When we think of thrash metal, we think of certain things. The “Big Four” of Anthrax, Metallica, Slayer and Megadeth. We may also think of album covers that feature skulls…
Back in 1985 however, it wasn’t just US bands that were playing metal. Across the U.K. and Europe there was a new movement of bands, not all thrash, but many inspired by Maiden and Priest rather than Led Zep and Deep Purple, and supported by publications such as Metal Forces and by record shops such as Shades. Germany had Helloween and Accept, Holland had Helloise, Sweden had Candlemass and even the most neutral of countries, Switzerland, had Celtic Frost who were being lauded as “the new Black Sabbath.”
In 1985 a German heavy metal album was released, titled “Walls Of Jericho”.
Pleasingly the album cover not only featured a skull, but one which belonged to a demon.
It started with a brief instrumental orchestral theme, as many such heavy metal albums did back then, albeit this one took the melody from “London Bridge is Falling Down”. This reference to Jericho clearly betrayed someone in the band had been paying attention at Sunday school. It swiftly moved on to a blistering track that evoked classic “Unleashed In The East” era Judas Priest: all machine gun riffs, twin lead guitars leaping all over each other like excited puppies, constant and maniacal tub-thumping and (keeping up the canine theme for a moment) vocals pitched somewhere in the range between “very high” and “dog-whistle”.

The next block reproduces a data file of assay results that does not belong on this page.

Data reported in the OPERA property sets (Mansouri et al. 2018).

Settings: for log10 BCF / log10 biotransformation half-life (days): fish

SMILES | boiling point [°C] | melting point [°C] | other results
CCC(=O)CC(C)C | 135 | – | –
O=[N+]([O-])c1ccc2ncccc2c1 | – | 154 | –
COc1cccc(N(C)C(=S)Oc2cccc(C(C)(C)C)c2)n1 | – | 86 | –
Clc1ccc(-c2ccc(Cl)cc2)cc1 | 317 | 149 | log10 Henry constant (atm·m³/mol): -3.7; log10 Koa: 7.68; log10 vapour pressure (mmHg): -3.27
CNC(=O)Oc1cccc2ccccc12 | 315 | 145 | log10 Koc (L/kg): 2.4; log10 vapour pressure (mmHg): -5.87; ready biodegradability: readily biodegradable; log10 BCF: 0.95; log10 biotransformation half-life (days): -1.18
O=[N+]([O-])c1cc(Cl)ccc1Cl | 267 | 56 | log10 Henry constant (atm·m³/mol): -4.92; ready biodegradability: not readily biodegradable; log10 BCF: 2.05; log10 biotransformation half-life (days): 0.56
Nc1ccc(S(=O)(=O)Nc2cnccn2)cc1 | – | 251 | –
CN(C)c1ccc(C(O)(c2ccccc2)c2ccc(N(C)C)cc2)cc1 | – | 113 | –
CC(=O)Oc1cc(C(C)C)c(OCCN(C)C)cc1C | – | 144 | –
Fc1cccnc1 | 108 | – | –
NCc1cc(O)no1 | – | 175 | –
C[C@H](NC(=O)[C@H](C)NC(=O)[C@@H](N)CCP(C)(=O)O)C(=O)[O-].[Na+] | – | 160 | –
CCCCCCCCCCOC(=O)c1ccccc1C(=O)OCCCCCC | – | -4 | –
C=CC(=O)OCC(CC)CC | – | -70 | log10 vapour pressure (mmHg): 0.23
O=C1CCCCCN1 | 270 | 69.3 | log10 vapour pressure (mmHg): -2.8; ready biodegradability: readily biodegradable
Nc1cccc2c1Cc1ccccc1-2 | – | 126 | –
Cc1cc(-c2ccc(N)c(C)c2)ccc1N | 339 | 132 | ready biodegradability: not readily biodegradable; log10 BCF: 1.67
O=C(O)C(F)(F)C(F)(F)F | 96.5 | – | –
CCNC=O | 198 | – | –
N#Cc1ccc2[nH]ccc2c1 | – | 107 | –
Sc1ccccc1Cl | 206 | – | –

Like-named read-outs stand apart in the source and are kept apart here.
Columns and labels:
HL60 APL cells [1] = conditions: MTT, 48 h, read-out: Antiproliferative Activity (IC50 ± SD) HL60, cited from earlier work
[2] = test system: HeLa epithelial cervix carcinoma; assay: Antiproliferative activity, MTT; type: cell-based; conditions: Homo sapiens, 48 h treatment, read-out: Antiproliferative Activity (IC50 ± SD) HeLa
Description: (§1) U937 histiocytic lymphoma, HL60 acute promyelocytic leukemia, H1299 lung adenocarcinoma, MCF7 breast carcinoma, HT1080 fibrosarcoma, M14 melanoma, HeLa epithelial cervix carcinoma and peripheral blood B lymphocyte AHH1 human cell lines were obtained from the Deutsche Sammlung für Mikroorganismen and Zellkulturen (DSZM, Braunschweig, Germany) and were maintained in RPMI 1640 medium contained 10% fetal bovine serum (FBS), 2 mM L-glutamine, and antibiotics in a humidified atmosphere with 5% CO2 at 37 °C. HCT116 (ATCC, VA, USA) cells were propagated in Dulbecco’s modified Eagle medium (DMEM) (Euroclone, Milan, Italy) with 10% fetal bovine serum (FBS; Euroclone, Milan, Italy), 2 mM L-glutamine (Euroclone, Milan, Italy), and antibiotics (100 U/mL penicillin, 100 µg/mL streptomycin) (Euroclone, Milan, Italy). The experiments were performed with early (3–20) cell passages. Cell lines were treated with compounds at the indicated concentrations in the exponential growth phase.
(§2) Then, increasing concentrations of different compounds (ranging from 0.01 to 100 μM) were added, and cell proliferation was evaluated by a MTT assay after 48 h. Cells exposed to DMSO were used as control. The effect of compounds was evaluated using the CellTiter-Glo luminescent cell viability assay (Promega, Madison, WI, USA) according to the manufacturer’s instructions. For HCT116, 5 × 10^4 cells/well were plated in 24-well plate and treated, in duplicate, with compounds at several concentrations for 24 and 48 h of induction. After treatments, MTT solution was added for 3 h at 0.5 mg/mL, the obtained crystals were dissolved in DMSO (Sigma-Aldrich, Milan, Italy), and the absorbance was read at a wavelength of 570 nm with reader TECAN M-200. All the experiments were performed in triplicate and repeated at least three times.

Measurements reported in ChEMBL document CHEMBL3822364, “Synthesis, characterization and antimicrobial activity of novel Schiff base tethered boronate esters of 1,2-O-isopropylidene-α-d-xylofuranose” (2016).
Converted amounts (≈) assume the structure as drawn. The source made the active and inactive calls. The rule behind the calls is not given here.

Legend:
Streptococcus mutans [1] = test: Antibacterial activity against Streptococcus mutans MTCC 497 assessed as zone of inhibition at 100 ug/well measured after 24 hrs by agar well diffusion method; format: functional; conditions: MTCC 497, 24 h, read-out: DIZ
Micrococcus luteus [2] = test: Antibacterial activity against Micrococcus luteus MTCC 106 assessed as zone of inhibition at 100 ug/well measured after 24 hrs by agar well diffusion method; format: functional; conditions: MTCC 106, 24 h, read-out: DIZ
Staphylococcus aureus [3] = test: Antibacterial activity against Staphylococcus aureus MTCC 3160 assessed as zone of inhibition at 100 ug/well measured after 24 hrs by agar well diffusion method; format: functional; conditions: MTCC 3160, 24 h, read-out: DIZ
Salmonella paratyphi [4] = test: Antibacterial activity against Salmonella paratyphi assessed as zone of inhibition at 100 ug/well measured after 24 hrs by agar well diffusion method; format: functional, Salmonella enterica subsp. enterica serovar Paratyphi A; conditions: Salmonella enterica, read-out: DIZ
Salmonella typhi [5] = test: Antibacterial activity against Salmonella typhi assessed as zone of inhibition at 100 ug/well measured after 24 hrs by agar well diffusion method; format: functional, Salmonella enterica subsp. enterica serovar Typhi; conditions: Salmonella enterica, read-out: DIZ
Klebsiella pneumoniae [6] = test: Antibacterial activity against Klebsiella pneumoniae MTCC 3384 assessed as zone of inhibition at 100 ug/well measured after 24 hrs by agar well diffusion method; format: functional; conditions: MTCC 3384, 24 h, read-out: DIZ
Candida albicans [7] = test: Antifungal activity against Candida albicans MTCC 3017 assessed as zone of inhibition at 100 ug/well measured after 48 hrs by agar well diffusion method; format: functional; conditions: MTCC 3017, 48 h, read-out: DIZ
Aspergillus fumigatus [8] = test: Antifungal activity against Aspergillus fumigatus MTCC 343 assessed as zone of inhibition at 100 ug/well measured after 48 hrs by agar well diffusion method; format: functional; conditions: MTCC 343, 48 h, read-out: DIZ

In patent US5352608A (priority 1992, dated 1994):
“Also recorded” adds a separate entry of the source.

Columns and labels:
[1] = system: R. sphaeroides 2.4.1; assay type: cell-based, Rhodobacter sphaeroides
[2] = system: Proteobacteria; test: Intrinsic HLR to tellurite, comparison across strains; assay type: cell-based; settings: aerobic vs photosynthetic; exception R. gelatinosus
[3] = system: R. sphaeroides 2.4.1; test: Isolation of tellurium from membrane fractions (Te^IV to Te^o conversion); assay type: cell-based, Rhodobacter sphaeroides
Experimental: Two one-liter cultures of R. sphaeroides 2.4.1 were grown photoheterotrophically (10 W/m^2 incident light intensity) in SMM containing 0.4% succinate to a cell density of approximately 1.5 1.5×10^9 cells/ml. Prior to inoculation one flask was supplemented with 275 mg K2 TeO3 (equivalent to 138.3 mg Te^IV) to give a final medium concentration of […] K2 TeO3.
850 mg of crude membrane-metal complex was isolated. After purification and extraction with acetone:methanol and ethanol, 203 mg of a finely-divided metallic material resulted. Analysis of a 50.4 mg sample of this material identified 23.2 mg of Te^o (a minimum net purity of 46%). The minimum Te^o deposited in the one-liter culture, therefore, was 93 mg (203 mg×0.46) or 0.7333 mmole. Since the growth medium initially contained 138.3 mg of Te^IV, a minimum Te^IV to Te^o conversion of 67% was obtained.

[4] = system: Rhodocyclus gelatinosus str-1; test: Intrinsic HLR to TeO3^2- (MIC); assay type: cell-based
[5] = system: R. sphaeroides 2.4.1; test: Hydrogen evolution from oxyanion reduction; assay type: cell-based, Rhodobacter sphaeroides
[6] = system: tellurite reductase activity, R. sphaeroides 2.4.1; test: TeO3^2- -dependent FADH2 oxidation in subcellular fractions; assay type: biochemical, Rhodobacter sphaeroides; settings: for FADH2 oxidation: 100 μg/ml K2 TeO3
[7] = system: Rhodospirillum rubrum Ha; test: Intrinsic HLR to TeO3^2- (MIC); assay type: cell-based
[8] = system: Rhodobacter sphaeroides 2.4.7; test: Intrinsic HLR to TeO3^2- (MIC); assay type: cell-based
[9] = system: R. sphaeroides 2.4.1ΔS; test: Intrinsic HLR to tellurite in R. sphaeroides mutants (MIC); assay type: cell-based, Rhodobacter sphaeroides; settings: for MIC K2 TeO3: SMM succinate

Whilst the vocals weren’t the greatest, the track was a belter and called itself “Ride The Sky”. The accompanying album was more than decent, with tunes like “How Many Tears” and “Victim of Fate”. It wasn’t perfect: elsewhere there was little troubling of the brain to be found with song titles like “Heavy Metal Is The Law”. But it was good. More than good. And the band that recorded it called themselves Helloween.
It sold modestly, as many such heavy metal albums did back then, but as an early example of European speed metal it was a cut above many of its peers.
Undaunted by the lack of attention, within two years the same band hired themselves a tall, blond eighteen year old vocalist called Michael Kiske. Guitarist/vocalist Kai Hansen stepped back to focus solely on guitar, and they presented a new album called “The Keeper of the Seven Keys”, which, in keeping with the custom of the day, had a demon dressed as a monk on the cover.